Regulatory arbitrage: a crime, or a warning?

It could be unwise to ignore disproportionate regulatory impacts on specific business lines

Money caught

On both sides of the Atlantic, the net is closing in. The US intermediate holding company (IHC) rules forced foreign banking organisations to comply with tougher local regulations. So some foreign banks tried to escape by moving activity into branches that are still subject to home-country rules.

But now, in the European Union, lawmakers are looking to close one of the loopholes that make EU rules softer than those in the US. Instead of complying with the leverage ratio once a quarter on the reporting date, banks will have to comply on average across each quarter.

If you see all regulatory arbitrage as a trick to boost profits at the cost of weaker financial stability, then less arbitrage opportunity is a cause for celebration. But it is interesting to note that, in their efforts to evade the leverage ratio – and, in the case of IHCs, the US stress-testing regime – banks have tended to focus only on certain business lines.

Top of that list is repo trading. It’s known as a low-risk, low-margin activity, mostly backed by government bonds to which regulators themselves grant a zero risk weight in many cases. Pile capital onto the business, and the numbers don’t add up.

If these business lines matter – and government bond repo certainly matters for national treasuries and central bank monetary policy transmission – squeezing margins until they disappear might not be a smart move. In that case, regulatory arbitrage should not be condemned unreservedly. The real question should be: are banks actually trying to find a way to keep this business alive? If that’s the case, then ignoring warnings from the banking sector could drive activities onto less regulated non-bank counterparties.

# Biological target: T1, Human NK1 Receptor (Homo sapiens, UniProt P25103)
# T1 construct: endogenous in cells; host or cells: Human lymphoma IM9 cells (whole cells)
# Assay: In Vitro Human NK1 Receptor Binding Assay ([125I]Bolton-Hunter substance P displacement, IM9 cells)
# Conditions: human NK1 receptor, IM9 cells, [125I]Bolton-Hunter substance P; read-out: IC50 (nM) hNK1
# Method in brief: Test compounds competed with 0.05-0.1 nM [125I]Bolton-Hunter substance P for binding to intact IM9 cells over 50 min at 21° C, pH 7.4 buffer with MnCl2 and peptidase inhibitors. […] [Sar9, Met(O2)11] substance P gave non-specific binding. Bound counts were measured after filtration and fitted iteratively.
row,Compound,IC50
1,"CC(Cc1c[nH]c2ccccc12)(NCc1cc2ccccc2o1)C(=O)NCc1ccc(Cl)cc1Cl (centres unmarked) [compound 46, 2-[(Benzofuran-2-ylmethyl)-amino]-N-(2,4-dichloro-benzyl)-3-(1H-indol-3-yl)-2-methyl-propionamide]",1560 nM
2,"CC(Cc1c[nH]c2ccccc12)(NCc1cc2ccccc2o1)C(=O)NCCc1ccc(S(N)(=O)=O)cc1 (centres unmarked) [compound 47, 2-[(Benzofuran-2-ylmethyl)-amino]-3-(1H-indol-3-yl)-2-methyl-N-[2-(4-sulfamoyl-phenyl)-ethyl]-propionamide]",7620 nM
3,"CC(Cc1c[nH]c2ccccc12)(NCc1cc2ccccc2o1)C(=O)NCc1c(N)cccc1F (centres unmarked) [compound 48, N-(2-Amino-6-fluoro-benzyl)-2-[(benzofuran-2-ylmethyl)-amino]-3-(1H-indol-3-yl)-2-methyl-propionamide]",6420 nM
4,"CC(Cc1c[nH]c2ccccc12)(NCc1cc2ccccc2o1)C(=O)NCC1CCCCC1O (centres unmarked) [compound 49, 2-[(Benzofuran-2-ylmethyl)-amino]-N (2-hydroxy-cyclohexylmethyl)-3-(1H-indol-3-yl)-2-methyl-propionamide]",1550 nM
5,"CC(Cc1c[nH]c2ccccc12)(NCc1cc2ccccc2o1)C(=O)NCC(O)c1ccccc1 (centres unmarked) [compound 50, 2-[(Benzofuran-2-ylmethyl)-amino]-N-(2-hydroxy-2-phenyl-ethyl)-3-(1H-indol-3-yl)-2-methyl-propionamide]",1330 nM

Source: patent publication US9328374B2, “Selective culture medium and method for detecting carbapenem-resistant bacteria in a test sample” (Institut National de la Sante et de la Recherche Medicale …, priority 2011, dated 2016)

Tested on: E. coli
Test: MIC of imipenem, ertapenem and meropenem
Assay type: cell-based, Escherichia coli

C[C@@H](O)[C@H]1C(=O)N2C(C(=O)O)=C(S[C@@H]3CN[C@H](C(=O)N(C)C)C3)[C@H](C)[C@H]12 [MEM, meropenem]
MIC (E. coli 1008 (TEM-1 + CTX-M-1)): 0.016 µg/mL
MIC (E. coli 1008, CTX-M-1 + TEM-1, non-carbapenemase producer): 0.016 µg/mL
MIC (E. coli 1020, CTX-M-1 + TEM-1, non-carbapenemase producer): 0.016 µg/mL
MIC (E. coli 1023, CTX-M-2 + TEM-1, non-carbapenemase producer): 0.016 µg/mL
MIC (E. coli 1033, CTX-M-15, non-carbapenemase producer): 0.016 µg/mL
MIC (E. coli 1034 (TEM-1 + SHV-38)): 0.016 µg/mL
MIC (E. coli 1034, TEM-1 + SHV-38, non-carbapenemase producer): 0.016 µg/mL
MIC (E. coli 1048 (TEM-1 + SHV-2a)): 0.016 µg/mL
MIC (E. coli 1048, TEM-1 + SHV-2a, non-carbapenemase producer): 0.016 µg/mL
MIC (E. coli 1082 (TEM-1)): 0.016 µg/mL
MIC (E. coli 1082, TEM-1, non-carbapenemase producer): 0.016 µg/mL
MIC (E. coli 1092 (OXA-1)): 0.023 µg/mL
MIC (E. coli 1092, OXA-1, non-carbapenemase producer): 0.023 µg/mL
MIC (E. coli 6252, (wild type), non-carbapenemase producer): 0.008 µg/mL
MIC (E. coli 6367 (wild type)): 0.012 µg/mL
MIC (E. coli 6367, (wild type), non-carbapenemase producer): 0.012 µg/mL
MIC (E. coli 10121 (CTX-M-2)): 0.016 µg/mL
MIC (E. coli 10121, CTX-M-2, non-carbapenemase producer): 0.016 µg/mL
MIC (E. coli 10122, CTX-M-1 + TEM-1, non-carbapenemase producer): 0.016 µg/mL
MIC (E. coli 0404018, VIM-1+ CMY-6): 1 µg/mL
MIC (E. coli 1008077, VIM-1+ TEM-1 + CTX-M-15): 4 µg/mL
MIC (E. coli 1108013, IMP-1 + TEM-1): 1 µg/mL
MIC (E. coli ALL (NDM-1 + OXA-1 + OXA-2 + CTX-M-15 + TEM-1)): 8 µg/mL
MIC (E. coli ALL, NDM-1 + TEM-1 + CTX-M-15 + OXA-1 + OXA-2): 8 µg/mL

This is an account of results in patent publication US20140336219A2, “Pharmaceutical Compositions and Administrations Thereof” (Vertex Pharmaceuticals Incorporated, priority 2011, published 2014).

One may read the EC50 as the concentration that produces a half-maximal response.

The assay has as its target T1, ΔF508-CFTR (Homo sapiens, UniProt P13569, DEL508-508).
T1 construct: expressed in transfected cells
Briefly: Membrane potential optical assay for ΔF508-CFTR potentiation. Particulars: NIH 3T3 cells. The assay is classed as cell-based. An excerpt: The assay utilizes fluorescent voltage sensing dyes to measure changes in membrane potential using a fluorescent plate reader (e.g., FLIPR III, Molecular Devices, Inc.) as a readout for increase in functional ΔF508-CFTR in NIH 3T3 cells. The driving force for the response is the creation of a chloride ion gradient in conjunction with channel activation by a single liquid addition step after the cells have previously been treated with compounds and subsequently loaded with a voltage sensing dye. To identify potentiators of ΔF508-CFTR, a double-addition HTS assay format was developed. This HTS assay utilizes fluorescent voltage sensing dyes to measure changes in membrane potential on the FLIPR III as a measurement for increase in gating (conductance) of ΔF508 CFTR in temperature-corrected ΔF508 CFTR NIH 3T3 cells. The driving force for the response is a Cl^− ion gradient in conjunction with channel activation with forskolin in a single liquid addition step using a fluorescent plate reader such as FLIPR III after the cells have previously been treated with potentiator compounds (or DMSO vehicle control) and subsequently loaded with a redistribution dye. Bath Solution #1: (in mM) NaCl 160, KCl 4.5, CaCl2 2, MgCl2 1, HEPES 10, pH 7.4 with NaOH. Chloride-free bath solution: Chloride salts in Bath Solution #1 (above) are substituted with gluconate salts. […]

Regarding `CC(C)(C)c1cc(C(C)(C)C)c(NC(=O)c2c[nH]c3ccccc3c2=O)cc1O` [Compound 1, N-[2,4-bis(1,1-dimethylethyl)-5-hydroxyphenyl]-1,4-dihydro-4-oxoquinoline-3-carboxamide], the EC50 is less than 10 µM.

The impact of the leverage ratio on low-risk, low-return assets has been known for a long time. The justifications for an insensitive measure are clear enough. Risk-based capital depends on models that can be unreliable or subject to gaming – though more rigorous supervision might be a less blunt instrument than the leverage ratio to solve that problem. But even assuming models are accurate, a low-risk business transacted in huge volumes can turn into a systemic risk, because any tail event can trigger large, widespread losses.

This second argument is a compelling one. Regulators cannot really be expected to ignore a vast repo desk simply because it poses low risks most of the time. Since 2008, ‘most of the time’ isn’t good enough.

How should regulators draw the line between closing up the loopholes, and closing down a business? The answer is hard data. The Basel Committee on Banking Supervision observed when it published its January 2016 Basel III market risk rules that quantitative impact studies (QIS) for the earlier Basel 2.5 – devised in the immediate aftermath of the crisis – had exaggerated the actual capital impact. It’s no surprise banks might talk up the damage of new rules in a bid to soften their calibration.

But that’s no reason for complacency or condescension from regulators. Basel has now been forced to reopen the market risk rules after recognising the impact on specific assets had been excessive. The Financial Stability Board is already examining the effects of prudential regulation on infrastructure finance and on the uptake of central clearing. Perhaps it is time to add repo trading to that list.

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